of us wake up in the morning with only one thought
on our mind....coffee!
ones questions the little perk that morning coffee
provides. In fact, research supports many positives
for caffeine use, including an improvement in long-term
memory and faster learning.(1).
But the research uses moderate amounts of caffeine
and it doesn't take into consideration the problems
young nervous systems encounter with chronic caffeine
use. Caffeine mimics a neural chemical which our body
produces naturally. Continuous use of caffeine will
cause the body's own system to quit making the neural
chemical - after all, why bother producing it in the
body, when you are providing it artificially.
addiction to caffeine is now becoming more than just
an adult problem. We see it moving into younger and
younger populations via soft drink consumption which
has increased dramatically in the last decade and
a half. The use of caffeine in youth causes a greater
concern as the developing nervous system needs to
learn how to produce and balance its own natural neural
chemicals. Providing them artificially during this
time causes confusion.
much caffeine are American(2) children getting? Here's
a brief comparison:(3)
cup of coffee has 135 mgs. of caffeine.
One can of Mountain Dew - 56 mgs.
One cup of tea - 50 mgs.
One can of Diet Coke - 47 mgs.
One can of Sunkist Orange - 42 mgs.
One can of Dr. Pepper - 42 mgs.
One can of Pepsi - 38 mgs.
One can of Coke - 35 mgs.
Excedrin pain reliever tablet - 65 mgs.
One cup Ben & Jerry's coffee yogurt - 85 mgs.
One Hershey Bar - 10 mgs.*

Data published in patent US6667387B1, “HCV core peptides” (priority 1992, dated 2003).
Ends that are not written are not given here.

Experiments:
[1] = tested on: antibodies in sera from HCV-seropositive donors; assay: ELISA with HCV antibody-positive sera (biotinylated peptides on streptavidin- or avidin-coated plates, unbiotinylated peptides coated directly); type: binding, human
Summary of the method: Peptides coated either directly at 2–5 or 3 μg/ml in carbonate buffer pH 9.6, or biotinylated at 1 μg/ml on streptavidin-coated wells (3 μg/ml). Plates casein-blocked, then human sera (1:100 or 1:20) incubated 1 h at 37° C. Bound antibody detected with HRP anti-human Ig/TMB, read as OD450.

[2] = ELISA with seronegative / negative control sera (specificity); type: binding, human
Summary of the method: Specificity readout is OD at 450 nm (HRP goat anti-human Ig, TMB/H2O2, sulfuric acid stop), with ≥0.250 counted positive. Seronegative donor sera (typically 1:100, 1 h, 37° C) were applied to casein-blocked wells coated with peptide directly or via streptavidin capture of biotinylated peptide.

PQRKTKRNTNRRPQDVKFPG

asked frequently about the caffeine in chocolate.
As you can see a child would have to consume 14 chocolate
bars to get the caffeine amount in a cup of coffee.
I think a child eating 14 chocolate bars has a bigger
problem than caffeine consumption.
of the increase we see in childhood consumption of
caffeine must be blamed on the availability of the
products in our schools. At some point during the
last 10 years many of our public schools began to
actually depend upon soft drink sales as a major source
the concerns of caffeine use on the developing nervous
system, we can now add the National Institute of Health's
statement blaming America's obesity on increased soft
drink consumption and the new research now linking
the high phosphorus content of soft drinks with robbing
our bones of calcium - of particular concern to young
is protecting our children? We are the nation's educators.
If we don't take a stand, who will?
Hameleers, P.(2000). Human Psychopharmacology Clinical
Experimental, Vol 15(8) 573-581.
The USA is one of a handful of countries in the world
soft drink manufacturers to add caffeine to soft drinks.
Center for Science in the Public Interest.